Docents are experts in high culture. // © 2015 Context
Feature image (above): A chef might lead a market tour with Context. // © 2015 Context
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Paul Bennett, co-founder of Context, confesses he isn’t a fan of the typical tour. He dislikes the feeling of being talked at, the monotony of preplanned scripts and the calculated and wince-worthy cheesy jokes. But what he does love is engaging with an expert. That’s why Bennett, along with wife Lani Bevacqua, created Context 12 years ago.
The tour operator, headquartered in Philadelphia, employs a network of certified scholars and specialists who lead small-group or private walking seminars in Europe, Asia, the South Pacific, North America and South America. Bennett explains how Context has solved the “immersive experience problem.”
Changing the Game
There are a lot of pieces in putting together a trip, and one big component is: “While I’m there, what am I going to do? Of the various options in front of me, how will I immerse myself in the place I’m visiting? How can I learn about it and feel and experience it in the most substantial way?” A lot of times, people answer that question by taking a tour.
Context is certainly a tour company, but we do tours a little differently. We keep groups at six people maximum. And instead of using tour guides, we connect people with docents, or local experts. Usually, they are professors of local universities with expertise in a high-cultural discipline.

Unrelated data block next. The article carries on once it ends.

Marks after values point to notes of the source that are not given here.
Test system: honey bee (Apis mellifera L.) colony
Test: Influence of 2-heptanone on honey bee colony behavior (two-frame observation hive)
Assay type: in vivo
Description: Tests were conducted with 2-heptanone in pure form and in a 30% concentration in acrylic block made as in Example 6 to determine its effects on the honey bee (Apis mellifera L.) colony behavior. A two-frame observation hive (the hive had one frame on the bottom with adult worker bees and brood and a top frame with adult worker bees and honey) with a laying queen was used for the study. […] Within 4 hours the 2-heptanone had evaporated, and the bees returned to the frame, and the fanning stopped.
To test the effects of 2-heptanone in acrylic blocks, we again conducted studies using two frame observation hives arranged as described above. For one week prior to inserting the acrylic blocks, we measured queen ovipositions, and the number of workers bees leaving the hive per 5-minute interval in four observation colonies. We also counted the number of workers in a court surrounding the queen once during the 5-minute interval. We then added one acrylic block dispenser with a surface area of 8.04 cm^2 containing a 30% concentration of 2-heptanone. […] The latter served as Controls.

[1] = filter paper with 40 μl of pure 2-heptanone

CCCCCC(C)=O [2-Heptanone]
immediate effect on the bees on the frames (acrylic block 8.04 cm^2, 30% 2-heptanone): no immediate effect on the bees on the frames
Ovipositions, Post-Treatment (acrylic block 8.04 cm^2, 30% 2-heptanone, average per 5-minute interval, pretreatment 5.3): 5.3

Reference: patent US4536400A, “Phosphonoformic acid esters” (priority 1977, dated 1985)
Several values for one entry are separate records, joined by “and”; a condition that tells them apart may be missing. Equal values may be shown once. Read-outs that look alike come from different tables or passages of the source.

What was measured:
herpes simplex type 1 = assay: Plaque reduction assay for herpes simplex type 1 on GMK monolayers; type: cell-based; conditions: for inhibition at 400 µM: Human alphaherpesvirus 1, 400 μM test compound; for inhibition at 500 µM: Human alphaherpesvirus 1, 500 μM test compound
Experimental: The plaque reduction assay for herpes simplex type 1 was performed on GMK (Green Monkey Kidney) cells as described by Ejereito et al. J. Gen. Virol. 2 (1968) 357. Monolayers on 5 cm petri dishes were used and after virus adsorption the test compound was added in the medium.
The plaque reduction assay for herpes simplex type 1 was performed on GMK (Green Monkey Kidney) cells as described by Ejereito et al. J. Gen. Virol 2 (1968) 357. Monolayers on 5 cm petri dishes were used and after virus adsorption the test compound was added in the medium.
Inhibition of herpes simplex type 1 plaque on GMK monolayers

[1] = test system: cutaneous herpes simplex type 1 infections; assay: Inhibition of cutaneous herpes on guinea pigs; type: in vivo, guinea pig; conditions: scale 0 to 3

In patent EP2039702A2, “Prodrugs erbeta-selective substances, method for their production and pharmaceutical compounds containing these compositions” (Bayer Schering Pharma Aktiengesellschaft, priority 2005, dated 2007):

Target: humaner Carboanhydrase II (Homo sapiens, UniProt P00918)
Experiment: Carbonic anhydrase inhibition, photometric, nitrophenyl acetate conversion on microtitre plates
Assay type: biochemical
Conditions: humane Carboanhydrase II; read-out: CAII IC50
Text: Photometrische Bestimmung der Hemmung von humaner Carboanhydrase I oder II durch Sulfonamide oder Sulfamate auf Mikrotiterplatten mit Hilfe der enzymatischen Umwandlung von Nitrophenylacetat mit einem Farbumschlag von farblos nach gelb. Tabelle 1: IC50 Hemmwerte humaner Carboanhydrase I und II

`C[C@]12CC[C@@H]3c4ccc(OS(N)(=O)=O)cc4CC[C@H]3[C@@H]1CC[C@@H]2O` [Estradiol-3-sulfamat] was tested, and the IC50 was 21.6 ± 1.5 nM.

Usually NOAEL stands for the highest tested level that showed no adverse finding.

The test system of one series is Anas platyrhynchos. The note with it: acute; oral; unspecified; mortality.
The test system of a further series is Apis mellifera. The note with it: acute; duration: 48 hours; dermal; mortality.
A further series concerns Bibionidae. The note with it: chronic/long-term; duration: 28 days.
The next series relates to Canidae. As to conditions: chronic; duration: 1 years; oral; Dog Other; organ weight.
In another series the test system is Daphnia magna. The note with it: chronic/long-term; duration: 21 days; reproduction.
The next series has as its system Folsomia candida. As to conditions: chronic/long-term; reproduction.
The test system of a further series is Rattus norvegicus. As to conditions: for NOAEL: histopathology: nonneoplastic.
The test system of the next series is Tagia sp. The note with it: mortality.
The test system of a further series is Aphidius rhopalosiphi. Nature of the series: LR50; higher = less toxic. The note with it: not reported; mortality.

We get docents with CVs encompassing teaching, writing and researching experience — so they know what they’re talking about. But the tricky part is: Do they have the narrative ability? Can they carry a group and communicate social intelligence?
We do an extensive interview process with them based on these things. We check references. If they are professors, we talk to their students or colleagues. We care less about the research aspect; our real question is if they’re a good teacher.
Beyond the Classroom
If you’re going to Beijing, you might sign up for a Context tour of the Forbidden City, which would last three hours and be led by a sinologist from a local university. You might decide to go to the market with a local chef as your docent, or go to 798 Arts District with a curator or an auction-house operator. Instead of a tour guide, you have a real-life expert, so it’s like you’re going back to college for three hours.
We spend about 80 percent of our time, resources and energy on the product, and 20 percent on marketing and selling it. That’s bad for us as a business, but it’s beneficial for the agent because 99.9 percent of the time, their clients come back and say that it was a fantastic trip and that the best part was some Context itinerary.
The tours are commissionable, which is great, but I think the strongest value is that Context takes a trip and transforms it into an experience.